Garrett Bradley surveys America’s prison industrial complex through the lens of one couple’s personal struggle.
Does a person experience time, or does one simply travel through it as if it’s some kind of elongated underground tunnel through the earth? Fox Rich’s tunnel allows for a modicum of speed and is beset with dramatic twists and turns. The tunnel of her husband Rob, meanwhile, is a monotonous straight line that must be passed through with inconvenient lethargy.
Back in 1997, the pair ran a hip-hop clothing store in Shreveport, Louisiana that had fallen on hard times. Their emergency scheme to financially underwrite the business involved an armed robbery: her keeping the engine running outside; him carrying out the deed. They were both caught and received custodial sentences: her 19 years (of which she served three); him an unnecessarily draconian 65 years without parole.
It’s a brutal illustration of the American prison industrial complex and how justice often takes the form of retribution and example-setting when it comes to people of colour. Cherishing freedom with near-rhapsodic intensity, Fox then dedicated her life to having her husband’s sentence commuted. She wanted that long, straight, slow tunnel to break out into the light much sooner that the law would allow for. She documented her efforts on camcorder, and that’s where director Garrett Bradley comes in.
The title of her film, Time, alludes to the slang term for a prison sentence, but also to life’s most fragile resource. In just 81 minutes, she compresses 18 lost years into which Fox employs her overflowing stores of moxie to do everything in her modest power to be able to recreate a simple, filmed image of herself and her husband, sitting in the front of their car, smiling and kissing.
Meanwhile, she is raising six children and making sure they are fully aware of what she’s fighting for and how they might be able to assist in the future. This remarkable film comprises snatched domestic scenes, often tragicomic, in which Fox does not allow a minute of her precious time to slip away from her unused. When she’s not corralling her sweet boys, she holding crowds rapt at a public address, or just making calls to anyone and everyone, trying to locate the tiny chink in the armour of this daunting bureaucracy of mass incarceration.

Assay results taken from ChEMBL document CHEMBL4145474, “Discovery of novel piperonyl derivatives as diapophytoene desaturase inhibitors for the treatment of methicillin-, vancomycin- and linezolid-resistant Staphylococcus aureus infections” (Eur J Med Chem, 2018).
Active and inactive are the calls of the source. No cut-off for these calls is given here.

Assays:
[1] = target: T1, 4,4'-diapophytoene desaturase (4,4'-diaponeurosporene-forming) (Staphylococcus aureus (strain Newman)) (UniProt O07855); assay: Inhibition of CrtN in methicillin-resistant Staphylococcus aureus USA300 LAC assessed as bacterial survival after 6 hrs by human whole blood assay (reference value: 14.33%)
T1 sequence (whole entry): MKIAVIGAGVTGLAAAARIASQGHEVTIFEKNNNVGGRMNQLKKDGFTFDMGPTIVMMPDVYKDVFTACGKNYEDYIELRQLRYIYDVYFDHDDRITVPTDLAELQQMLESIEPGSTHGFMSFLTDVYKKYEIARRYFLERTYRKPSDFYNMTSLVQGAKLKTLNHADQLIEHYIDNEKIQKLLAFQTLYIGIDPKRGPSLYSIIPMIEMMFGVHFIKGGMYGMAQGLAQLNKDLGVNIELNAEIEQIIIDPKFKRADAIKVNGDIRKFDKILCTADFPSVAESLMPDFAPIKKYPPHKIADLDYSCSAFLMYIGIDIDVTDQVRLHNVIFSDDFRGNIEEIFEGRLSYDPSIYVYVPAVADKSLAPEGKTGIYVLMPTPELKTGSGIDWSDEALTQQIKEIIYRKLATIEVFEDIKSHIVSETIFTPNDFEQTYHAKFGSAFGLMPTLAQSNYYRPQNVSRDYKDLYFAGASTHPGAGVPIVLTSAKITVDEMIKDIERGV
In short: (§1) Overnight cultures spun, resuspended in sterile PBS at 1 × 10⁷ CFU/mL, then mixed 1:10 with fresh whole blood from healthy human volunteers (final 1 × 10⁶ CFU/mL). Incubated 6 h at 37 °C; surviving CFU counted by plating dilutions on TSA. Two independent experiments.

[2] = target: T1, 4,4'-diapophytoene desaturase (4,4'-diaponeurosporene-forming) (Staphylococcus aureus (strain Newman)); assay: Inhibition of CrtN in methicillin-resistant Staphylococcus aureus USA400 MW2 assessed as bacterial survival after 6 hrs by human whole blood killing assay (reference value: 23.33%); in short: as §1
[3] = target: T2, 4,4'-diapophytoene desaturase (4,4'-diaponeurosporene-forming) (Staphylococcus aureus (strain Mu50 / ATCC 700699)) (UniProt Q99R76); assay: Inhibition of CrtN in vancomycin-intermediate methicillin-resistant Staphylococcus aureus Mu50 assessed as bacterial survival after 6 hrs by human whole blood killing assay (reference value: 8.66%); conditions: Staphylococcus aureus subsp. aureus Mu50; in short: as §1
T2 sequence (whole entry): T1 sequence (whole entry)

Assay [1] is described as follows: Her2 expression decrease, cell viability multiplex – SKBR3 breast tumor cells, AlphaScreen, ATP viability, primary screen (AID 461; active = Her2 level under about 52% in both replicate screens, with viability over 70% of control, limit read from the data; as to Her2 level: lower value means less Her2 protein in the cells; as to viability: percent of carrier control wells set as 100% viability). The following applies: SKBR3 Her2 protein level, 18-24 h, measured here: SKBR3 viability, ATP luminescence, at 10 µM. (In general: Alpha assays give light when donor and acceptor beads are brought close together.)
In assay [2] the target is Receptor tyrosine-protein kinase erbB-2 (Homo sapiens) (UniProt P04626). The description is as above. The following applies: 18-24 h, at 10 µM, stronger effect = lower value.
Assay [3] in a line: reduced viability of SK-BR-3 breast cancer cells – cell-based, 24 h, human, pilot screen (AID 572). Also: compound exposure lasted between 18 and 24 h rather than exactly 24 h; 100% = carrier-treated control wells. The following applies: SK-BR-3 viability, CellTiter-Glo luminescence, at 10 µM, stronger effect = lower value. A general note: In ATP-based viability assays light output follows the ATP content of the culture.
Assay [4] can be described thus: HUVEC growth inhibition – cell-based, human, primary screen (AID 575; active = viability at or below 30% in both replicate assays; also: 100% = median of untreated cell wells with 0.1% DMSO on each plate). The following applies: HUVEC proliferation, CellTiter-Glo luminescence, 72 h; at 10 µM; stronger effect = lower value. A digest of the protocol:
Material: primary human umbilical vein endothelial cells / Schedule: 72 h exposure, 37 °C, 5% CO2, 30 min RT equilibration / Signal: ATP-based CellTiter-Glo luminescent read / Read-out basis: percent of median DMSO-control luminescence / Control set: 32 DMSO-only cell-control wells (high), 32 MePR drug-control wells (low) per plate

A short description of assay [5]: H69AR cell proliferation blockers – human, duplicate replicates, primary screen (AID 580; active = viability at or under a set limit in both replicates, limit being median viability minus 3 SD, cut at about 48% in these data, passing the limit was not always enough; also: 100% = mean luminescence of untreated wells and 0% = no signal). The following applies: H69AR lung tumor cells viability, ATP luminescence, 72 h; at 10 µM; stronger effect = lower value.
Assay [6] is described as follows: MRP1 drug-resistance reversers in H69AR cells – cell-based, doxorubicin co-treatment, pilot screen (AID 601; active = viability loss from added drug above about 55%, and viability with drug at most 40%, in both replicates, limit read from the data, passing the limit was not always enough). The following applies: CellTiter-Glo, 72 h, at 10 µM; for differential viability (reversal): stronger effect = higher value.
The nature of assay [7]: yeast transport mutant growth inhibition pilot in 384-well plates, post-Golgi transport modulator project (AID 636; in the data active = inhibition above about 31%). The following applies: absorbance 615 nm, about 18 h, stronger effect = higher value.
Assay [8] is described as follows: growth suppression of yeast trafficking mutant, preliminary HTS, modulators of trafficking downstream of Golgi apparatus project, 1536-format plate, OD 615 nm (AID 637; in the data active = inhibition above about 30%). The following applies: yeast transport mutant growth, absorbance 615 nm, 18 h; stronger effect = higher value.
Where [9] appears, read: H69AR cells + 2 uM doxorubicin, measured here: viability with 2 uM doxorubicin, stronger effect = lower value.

Bradley toys with chronology and flits back and forth in time, constantly reminding the viewer, via Fox’s change in physical appearance, just how long 18 years is. She also emphasises connections through montage, as Fox makes the same emotive and articulate plea at speaking engagements and she’ll appear noticeably older in some more than others. The evocative use of the tinkling, fragile piano music by Ethiopian “singing nun” Emahoy Tsegué-Maryam Guèbrou is a masterstroke of context, linking these black-and-white images to some bygone era, making the film feel like the lost reels of a silent classic.
There’s even a sense that the film exists to fill in the blanks for Rob – these captured images offering a remembrance of lost time. If there’s one criticism, it’s that later in the film, when Fox gravitates ever closer to her objective, the modern score by Jamieson Shaw and Edwin Montgomery perhaps works the heartstrings a little too hard and heavy. Mostly, though, this is a staggering portrait of resilience against insurmountable odds.
Published 9 Oct 2020